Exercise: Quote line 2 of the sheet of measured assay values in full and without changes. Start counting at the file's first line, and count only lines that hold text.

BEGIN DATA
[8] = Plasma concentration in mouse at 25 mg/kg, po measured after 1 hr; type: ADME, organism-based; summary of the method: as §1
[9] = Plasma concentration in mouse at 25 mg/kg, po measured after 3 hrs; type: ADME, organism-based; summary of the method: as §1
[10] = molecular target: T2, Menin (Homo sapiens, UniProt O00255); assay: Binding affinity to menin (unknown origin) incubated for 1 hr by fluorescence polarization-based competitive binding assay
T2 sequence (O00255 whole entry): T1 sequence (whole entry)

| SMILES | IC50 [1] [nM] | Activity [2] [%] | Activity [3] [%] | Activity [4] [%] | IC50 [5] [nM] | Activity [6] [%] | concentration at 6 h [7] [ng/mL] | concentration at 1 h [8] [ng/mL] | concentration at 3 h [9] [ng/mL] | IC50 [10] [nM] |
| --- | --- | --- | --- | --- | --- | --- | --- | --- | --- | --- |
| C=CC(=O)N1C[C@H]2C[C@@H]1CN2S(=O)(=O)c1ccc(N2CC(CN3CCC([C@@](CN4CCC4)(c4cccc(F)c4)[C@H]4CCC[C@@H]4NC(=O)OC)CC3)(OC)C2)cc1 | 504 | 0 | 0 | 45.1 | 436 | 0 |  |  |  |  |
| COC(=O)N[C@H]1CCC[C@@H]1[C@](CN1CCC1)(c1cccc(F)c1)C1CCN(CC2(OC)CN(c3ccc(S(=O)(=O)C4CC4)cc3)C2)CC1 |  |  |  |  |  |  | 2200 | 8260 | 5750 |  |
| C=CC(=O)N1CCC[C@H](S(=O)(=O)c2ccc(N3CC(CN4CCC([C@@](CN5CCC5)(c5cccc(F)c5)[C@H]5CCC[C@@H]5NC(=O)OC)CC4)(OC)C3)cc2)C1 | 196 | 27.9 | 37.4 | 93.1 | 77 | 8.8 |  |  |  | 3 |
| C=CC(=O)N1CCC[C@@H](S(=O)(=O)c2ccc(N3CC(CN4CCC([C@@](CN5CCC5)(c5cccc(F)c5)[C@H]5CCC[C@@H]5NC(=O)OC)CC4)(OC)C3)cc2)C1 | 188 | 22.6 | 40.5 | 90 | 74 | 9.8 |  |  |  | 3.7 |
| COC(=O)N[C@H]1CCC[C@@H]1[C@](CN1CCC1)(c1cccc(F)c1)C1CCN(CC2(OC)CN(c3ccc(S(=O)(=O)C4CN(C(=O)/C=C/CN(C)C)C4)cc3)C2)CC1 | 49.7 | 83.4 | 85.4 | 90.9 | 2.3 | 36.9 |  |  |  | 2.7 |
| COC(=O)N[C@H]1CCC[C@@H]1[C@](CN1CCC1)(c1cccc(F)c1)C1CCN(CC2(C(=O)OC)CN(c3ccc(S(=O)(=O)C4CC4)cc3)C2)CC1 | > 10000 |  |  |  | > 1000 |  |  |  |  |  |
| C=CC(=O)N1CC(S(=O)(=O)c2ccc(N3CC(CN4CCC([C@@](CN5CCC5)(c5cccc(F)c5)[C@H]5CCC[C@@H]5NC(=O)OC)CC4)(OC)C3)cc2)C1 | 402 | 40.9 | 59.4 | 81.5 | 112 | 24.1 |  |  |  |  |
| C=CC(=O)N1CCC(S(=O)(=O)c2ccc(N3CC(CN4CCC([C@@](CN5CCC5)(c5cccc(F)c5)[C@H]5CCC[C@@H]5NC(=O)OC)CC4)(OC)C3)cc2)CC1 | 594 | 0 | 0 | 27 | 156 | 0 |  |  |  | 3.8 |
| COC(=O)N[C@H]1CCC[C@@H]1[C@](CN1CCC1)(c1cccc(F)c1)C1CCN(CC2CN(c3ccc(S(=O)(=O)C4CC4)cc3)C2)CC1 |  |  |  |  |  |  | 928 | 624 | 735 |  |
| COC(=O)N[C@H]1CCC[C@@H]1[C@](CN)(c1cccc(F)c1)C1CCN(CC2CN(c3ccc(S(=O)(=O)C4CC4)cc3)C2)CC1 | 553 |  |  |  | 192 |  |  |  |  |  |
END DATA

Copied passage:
[9] = Plasma concentration in mouse at 25 mg/kg, po measured after 3 hrs; type: ADME, organism-based; summary of the method: as §1